Lastly, defendant contends that the only way a police officer can lawfully arrest a person for violating a municipal ordinance is with a warrant issued upon a sworn complaint. This is not true. Section 4 of Division VI of the Criminal Code (Ill. Rev. Stat. 1949, chap. 38, par. 657,) ordains, in pertinent part, that "An arrest may be made by an officer or by a private person without warrant, for a criminal offense committed or attempted in his presence, * * *." The term "criminal offense" in this section includes all felonies, however great, and all misdemeanors, however slight. (People v. Ford, 356 Ill. 572; People v. Davies, 354 Ill. 168.) While an action for a violation of a municipal ordinance is both tried and reviewed as a civil proceeding, (City of Chicago v. Terminiello, 400 Ill. 23; City of Chicago v. Williams, 254 Ill. 360,) this does not preclude a violation of a municipal ordinance, subjecting the offender to the penalty of a fine, from being a "criminal offense," within the contemplation of the statute on arrest. Other statutory authority also establishes the legality of the defendant's arrest. Section 23 of the Cities and Villages Act provides that the corporate authorities of a municipality shall have the power "To prescribe the duties and powers of all police officers," and "To pass and enforce all necessary police ordinances," and "To pass all ordinances and make all rules and regulations, proper or necessary, to carry into effect the power granted to municipalities, with such fines or penalties as may be deemed proper. No fine or penalty, however, shall exceed $200.00 and no imprisonment shall exceed six months for one offense." (Ill. Rev. Stat. 1949, chap. 24, pars. 23-78, 23-105 and 23-106.) Pursuant to the authority granted, the city of Chicago has adopted an ordinance (City of Chicago, Revised Code of 1939, chap. II, par. 25,) providing that "The members of the police force shall have power to arrest all persons in the city found in the act of violating any law or provision of this code * * *." Defendant, having been found in the unlawful acts of operating a motor vehicle without a safety-inspection sticker and obstructing an alley, his arrest was, therefore, lawful. The arrest being lawful, the accompanying search and seizure were, likewise, lawful. (People v. Exum, 382 Ill. 204; People v. Macklin, 353 Ill. 64.) Furthermore, since defendant neither claimed ownership nor demanded the return of the policy tickets, he is in no position to complain of their seizure or of their use in evidence against him. (People v. Tabet, 402 Ill. 93; People v. Barg, 384 Ill. 172.) The motion to suppress the evidence was properly denied.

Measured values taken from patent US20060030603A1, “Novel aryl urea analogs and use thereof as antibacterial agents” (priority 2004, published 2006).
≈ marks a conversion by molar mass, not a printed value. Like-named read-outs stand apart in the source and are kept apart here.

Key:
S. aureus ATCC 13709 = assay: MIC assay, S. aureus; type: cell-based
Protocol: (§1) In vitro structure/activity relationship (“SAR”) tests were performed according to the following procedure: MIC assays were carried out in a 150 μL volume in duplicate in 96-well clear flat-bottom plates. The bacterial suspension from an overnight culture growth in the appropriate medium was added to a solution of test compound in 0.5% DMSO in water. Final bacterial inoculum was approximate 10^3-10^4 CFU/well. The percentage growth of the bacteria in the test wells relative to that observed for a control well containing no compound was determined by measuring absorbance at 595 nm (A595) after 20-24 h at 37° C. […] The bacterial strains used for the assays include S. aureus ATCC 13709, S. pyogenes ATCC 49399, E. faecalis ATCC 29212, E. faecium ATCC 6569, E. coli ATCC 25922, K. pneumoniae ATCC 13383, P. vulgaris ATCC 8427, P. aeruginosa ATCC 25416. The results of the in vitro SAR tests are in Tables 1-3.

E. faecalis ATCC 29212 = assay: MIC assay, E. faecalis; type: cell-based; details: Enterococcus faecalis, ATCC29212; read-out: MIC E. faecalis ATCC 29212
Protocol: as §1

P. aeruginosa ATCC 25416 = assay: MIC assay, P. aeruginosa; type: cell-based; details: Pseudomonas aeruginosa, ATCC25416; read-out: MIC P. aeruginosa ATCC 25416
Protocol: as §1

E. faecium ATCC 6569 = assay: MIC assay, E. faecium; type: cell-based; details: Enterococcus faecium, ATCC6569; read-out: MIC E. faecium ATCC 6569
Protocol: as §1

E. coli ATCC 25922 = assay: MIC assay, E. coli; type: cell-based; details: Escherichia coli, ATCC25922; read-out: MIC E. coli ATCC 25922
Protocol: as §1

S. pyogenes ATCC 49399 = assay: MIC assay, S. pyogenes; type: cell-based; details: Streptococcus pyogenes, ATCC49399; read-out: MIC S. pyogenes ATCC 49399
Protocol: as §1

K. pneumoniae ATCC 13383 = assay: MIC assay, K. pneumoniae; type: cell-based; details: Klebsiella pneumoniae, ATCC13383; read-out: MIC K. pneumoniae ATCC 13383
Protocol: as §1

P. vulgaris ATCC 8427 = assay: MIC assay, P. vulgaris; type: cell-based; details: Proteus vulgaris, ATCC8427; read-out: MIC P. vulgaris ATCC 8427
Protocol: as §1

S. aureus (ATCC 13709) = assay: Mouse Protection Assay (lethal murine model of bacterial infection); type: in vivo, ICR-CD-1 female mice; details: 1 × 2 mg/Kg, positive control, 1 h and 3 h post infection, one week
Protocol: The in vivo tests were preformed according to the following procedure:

Since there must be a new trial, other assignments of error relating to the introduction of evidence, instructions, and the sufficiency of ...